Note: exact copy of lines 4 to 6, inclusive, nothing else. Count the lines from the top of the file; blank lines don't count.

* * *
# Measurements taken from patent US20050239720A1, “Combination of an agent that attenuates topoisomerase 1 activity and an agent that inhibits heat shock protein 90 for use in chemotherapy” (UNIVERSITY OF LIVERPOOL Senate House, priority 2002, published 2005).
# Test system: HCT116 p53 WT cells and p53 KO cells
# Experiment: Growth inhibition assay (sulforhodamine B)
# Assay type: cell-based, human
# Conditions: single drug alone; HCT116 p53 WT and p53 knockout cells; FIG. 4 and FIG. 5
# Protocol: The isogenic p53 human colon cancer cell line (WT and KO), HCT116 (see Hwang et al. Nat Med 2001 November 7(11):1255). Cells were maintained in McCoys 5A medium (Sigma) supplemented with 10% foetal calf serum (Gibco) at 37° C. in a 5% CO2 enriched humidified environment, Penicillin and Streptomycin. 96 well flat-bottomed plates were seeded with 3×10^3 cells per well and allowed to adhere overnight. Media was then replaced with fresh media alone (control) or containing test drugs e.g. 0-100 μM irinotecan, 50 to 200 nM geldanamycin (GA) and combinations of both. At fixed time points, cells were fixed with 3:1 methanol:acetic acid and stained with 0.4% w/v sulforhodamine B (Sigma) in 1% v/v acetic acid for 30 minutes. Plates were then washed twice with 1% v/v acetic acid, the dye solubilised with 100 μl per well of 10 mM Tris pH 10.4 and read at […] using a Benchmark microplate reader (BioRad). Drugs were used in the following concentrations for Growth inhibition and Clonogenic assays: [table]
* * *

# Assay type: cell-based, human
# Conditions: single drug alone; HCT116 p53 WT and p53 knockout cells; FIG. 4 and FIG. 5
# Protocol: The isogenic p53 human colon cancer cell line (WT and KO), HCT116 (see Hwang et al. Nat Med 2001 November 7(11):1255). Cells were maintained in McCoys 5A medium (Sigma) supplemented with 10% foetal calf serum (Gibco) at 37° C. in a 5% CO2 enriched humidified environment, Penicillin and Streptomycin. 96 well flat-bottomed plates were seeded with 3×10^3 cells per well and allowed to adhere overnight. Media was then replaced with fresh media alone (control) or containing test drugs e.g. 0-100 μM irinotecan, 50 to 200 nM geldanamycin (GA) and combinations of both. At fixed time points, cells were fixed with 3:1 methanol:acetic acid and stained with 0.4% w/v sulforhodamine B (Sigma) in 1% v/v acetic acid for 30 minutes. Plates were then washed twice with 1% v/v acetic acid, the dye solubilised with 100 μl per well of 10 mM Tris pH 10.4 and read at […] using a Benchmark microplate reader (BioRad). Drugs were used in the following concentrations for Growth inhibition and Clonogenic assays: [table]